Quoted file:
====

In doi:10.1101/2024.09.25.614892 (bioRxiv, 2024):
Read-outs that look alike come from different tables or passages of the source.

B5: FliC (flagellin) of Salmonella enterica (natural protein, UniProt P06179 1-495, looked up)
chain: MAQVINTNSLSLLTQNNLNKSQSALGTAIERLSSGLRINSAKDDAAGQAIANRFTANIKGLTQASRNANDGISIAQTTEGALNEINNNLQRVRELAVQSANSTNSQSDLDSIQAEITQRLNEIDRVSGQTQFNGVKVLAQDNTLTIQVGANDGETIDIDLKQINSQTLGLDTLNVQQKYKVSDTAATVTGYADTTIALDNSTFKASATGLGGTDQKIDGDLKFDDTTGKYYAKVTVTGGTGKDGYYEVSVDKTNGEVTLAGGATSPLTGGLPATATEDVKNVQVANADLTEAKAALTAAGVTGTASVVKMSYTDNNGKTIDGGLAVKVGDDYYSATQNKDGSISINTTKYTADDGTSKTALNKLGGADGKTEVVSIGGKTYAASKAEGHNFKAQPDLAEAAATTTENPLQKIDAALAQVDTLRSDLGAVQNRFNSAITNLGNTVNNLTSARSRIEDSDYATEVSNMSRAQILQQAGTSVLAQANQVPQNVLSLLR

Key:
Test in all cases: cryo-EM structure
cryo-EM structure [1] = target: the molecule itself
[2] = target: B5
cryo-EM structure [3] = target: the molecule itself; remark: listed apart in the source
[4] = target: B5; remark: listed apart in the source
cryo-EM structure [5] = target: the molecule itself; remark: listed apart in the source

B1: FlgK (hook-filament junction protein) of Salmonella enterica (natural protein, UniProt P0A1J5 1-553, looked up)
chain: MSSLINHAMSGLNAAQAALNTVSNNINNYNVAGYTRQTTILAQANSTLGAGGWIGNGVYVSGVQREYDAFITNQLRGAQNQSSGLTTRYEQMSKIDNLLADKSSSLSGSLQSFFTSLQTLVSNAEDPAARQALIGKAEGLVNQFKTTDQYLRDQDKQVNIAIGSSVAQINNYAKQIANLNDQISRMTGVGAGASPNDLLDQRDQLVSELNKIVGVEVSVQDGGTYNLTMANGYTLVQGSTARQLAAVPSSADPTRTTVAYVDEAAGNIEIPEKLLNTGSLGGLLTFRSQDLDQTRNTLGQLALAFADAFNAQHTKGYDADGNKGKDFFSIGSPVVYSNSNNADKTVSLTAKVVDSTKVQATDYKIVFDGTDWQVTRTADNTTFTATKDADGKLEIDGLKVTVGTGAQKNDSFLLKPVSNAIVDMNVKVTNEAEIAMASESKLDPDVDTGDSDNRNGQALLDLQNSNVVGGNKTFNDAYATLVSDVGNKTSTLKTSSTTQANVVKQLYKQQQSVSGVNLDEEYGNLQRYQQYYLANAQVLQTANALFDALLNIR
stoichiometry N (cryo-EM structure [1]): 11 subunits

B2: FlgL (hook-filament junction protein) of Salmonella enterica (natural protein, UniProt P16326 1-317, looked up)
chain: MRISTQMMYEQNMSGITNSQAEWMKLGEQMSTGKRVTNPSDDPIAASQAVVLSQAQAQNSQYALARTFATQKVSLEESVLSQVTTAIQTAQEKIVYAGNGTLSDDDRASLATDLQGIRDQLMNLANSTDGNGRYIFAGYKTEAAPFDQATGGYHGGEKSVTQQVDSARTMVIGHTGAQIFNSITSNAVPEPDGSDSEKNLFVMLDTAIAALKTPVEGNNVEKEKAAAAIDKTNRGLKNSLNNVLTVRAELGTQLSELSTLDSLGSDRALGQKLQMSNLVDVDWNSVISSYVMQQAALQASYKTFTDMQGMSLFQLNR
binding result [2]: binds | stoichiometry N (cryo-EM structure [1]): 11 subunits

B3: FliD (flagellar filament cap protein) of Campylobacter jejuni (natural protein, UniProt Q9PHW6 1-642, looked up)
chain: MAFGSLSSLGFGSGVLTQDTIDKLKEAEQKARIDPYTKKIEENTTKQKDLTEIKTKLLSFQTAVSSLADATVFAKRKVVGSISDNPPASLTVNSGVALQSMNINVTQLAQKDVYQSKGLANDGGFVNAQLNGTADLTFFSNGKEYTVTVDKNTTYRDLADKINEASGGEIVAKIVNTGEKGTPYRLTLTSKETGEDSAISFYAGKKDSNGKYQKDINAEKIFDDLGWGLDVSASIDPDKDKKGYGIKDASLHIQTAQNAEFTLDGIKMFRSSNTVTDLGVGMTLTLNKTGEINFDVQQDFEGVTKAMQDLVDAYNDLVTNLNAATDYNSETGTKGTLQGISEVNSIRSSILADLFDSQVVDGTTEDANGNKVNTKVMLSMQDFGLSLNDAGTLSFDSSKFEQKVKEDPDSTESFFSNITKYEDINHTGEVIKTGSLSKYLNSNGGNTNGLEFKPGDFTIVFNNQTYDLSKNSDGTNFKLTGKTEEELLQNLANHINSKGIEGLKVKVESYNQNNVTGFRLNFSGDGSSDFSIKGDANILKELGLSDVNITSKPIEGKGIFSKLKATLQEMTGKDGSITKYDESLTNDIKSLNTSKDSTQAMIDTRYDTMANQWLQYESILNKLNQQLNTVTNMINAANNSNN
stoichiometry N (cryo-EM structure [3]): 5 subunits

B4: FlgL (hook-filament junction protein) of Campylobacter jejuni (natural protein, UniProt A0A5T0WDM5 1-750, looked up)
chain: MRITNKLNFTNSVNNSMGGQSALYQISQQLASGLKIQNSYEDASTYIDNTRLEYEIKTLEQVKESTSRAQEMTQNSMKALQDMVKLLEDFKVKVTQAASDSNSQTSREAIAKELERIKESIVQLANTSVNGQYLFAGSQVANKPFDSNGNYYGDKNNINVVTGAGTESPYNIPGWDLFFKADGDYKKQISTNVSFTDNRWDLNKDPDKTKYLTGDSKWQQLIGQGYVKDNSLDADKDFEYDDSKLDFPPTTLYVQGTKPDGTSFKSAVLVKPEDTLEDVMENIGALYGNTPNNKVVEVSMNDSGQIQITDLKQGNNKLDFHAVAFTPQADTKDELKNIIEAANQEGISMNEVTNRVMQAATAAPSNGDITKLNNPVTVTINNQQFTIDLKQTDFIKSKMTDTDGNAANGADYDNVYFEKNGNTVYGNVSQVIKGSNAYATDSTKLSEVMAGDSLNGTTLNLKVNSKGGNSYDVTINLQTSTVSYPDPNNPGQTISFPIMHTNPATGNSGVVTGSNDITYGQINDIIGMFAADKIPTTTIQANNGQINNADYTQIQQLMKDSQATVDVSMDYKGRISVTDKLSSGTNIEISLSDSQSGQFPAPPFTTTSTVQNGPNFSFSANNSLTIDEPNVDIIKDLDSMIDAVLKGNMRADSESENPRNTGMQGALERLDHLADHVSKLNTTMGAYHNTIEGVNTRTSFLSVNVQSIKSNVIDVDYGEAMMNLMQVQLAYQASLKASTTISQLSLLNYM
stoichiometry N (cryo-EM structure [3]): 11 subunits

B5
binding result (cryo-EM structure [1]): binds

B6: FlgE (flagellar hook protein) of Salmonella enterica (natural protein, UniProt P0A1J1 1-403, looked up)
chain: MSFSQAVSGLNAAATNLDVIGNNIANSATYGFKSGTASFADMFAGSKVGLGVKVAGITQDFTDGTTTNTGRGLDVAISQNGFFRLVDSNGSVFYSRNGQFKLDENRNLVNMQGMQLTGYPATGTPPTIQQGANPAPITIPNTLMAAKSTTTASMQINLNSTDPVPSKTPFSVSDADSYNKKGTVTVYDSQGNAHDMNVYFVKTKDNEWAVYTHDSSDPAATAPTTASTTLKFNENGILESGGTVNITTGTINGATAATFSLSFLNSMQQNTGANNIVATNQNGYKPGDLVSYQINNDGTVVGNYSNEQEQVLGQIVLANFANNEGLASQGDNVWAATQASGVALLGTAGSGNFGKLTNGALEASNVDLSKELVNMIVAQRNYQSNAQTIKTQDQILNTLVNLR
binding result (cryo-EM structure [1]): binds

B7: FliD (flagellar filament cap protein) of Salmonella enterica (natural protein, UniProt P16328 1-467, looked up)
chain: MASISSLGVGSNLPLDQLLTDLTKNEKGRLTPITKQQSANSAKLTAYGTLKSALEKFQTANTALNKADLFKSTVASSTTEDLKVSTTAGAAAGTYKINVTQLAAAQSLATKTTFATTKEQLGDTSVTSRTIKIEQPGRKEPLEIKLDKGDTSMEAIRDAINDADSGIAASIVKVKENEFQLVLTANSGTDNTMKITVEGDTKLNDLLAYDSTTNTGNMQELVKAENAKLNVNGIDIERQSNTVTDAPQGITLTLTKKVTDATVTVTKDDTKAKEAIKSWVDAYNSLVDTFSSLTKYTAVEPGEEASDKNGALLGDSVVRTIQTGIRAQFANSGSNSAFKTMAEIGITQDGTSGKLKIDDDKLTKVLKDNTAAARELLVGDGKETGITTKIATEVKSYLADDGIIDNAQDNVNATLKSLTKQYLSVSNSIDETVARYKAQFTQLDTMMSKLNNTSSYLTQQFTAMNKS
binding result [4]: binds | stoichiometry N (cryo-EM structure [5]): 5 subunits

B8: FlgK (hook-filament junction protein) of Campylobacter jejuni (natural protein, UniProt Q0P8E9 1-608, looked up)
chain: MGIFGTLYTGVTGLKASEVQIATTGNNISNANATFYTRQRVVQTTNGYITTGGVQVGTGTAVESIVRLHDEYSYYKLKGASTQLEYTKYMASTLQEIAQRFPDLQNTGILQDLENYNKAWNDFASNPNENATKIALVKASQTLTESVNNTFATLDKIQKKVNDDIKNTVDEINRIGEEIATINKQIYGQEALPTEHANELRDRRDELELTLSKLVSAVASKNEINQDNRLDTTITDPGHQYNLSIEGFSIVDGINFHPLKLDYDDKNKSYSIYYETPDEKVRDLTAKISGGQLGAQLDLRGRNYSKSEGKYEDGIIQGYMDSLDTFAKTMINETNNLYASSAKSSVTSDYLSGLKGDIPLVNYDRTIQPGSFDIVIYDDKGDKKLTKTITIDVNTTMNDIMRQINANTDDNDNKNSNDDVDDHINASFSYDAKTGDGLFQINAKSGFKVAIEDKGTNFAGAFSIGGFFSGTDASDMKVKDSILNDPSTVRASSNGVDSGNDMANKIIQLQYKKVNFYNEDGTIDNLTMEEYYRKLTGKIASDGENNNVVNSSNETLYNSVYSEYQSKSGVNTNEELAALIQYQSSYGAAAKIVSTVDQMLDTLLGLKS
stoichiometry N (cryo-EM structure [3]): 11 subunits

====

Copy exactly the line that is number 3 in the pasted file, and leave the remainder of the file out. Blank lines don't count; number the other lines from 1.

B5: FliC (flagellin) of Salmonella enterica (natural protein, UniProt P06179 1-495, looked up)